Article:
Comments on "UKRAINE" entry

in Webster's New World Encyclopedia.

Some time ago I was lucky enough to encounter an article on Ukraine in "Webster's New World Encyclopedia". Along with appreciating the fact of publishing of that article as well as the unbiased spirit of the exposition, I however can not stand a feeling of duty to comment on some factual mishandling, which, to my opinion, slipped in that entry. Although the ("college") edition I cite is somewhat outdated by now, I hope that my remarks, if considered, may contribute to certain improvements in future editions. I wish the Reader will take my remarks as such that come out from but the very best intentions to offer some minor help on the subject of representing the true picture of the country I inhabit, and to no extent as a case of criticism or grievance.

  1. The comments on the name "Little Russia" might be augmented to give it also the meaning of "maternal" or "concise".
  2. I cannot guess the grounds for the use of the definite article in the phrase "in the Ukraine there are distinct Ukrainian communities..." Its use may seem somewhat offensive.
  3. Please, pay attention that in fact there does not exist any "distinct community" such as "Verkhovyntsi" in any case not in the EAST of Ukraine. The word "Verkhovyntsi" derives from "Verkhovyna" which means Highlands (so "the people of Highlands") but there is no highland in the east of Ukraine! On the other hand, most of Hutsuls (this word is misspelled in the article) and some of Lemkies occupy the highland of the Karpathean Mountains, but even in the case that these two communities are for some unknown reason being distinguished out, they ought canonically be accompanied by the third one the Boykeis. The "community" of Verkhovyntsi would then comprehend the total of that part of the integrated above mentioned three, which inhabits the true highland area.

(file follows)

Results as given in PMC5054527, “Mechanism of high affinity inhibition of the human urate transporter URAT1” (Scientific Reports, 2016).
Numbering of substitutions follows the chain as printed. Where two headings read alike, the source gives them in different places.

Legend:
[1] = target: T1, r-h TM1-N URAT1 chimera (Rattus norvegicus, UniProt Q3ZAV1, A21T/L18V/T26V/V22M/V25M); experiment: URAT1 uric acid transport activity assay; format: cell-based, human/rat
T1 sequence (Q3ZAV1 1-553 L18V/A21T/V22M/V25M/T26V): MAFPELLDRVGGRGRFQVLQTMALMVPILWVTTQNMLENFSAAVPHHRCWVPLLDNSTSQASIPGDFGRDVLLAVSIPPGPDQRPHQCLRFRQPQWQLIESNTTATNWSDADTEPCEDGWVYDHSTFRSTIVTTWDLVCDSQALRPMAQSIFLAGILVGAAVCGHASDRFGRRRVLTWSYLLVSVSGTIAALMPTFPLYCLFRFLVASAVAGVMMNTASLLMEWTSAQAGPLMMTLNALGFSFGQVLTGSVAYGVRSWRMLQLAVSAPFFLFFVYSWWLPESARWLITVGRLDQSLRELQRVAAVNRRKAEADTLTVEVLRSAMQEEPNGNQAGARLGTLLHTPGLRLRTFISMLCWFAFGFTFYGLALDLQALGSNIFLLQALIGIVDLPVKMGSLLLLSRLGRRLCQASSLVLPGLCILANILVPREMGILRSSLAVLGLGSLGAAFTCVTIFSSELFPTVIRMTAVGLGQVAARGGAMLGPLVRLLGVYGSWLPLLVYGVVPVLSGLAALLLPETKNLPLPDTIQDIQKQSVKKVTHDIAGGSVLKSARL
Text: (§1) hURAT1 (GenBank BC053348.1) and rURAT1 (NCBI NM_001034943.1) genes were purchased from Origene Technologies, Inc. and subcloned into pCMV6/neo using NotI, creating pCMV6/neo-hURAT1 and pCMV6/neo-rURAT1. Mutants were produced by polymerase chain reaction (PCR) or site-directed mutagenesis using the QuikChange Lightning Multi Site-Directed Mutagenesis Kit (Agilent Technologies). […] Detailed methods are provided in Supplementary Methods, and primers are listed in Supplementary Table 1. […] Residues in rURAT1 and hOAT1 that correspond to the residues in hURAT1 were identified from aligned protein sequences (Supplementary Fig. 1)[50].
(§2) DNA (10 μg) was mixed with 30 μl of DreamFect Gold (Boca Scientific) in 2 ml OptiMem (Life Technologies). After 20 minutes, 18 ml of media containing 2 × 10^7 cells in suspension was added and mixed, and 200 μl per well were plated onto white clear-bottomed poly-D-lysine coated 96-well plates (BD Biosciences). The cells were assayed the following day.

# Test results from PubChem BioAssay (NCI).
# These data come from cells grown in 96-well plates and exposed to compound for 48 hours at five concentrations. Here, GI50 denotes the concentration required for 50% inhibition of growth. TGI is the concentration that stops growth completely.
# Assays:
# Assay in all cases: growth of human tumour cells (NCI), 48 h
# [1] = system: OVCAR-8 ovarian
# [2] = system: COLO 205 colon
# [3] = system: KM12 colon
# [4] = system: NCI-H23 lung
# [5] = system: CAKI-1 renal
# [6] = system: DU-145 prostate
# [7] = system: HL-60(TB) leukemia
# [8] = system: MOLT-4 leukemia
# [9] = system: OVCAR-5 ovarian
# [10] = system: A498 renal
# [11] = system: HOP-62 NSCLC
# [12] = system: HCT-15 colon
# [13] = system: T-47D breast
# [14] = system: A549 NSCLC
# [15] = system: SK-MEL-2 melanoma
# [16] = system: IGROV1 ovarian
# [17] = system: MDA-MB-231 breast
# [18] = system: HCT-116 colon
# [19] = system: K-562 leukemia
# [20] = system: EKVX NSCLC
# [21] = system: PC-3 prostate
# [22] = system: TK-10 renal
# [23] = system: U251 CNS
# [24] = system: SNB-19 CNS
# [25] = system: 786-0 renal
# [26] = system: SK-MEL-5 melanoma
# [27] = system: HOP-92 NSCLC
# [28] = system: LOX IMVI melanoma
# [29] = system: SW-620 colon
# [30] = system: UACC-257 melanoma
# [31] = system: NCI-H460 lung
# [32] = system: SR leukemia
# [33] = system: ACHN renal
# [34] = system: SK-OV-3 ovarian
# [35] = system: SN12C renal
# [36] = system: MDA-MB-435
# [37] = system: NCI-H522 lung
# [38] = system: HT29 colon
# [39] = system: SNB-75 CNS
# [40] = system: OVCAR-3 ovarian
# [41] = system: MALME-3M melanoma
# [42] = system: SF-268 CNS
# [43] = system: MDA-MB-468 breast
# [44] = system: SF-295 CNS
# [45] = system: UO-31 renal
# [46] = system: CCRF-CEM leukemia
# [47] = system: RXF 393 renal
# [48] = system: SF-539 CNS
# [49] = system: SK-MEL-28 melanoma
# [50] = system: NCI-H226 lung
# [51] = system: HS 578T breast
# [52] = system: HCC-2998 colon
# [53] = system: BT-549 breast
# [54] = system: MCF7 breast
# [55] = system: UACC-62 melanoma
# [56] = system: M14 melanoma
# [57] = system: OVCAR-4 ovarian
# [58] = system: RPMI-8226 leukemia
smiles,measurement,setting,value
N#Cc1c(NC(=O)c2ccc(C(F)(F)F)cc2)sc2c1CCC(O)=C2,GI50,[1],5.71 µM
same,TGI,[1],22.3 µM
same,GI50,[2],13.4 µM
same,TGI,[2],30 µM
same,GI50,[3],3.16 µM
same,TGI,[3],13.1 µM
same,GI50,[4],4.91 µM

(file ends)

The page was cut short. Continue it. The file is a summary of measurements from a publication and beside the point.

4.     I also can not clearly understand the reason for distinguishing out such an ethnic geographic part of the West Ukraine as Volyn' (by means of referring to "Volynians"). It is true that in West Ukraine there exists a "canonical" division into three parts, as Volyn, Podillya, and "Galiciya" (Halychyna), but, first, "Galiciya" is not so much an ethnical region as rather the historically administrative region, and, secondly, there exist some more ethnographically distinct regions, as Polissya, Pokuttya, Opillya, Bukovyna, the Transkarpathean region, Besarabiya only in West Ukraine alone! So, there seems to be no good reason to emphasize on Volyn.
  5. Shcherbyts'kyj (not "Shcherbitsky"!) never "was ousted as CP leader". He died of rape age and of accompanying grave disease in quite a short time after his dismissal. His retirement just before his death was indeed caused by the state of his health and by  no means was it a result of rallies or any uprising.
  6. Anti-Gorbachov attempted coup in Moscow was (to my personal great sorrow) not "followed by a series of Rukh-led pro democracy rallies in L'viv". In fact the rallies in case (and the only ones) preceded the "March 1990 republic Supreme Soviet elections" and it was just owing to them that "the democratic block polled strongly in western areas".
  7. Ukrainian nation of course is "a member of the East Slavonic branch", but it is "related to Russian" not more closely than, say, to Polish. Russian nation originated from and developed under the decisive impact of the two races (the Finno-Ugric and the Ural-Altaic one), alien to the Indo-European one, whereas Ukranian nation belongs to the latter. On the counterpart, Ukrainians anthropologically tend more to the SouthEast of Europe, and even to the Middle East. Such race types as those of Pontus, as well as Dinaric, are characteristic. But also the Ukrainian type is related to the Iranian and on the other hand to Celtic culture. The latter by reason of the presence of long barrows, known as tumuli.
For the sake of the consistent approach the true Ukranian spelling of names should likely be much appreciated (see Merriam-Webster pronunciation symbols guide at I hope that these my minor remarks will help the future editions of the Encyclopedia run more closely to the adequate description of Ukraine and will provoke the Editors in Head to engage a still larger number of contributing specialists.

Roman Matsyuk.

15 Dudayev Str.
290005 L'viv



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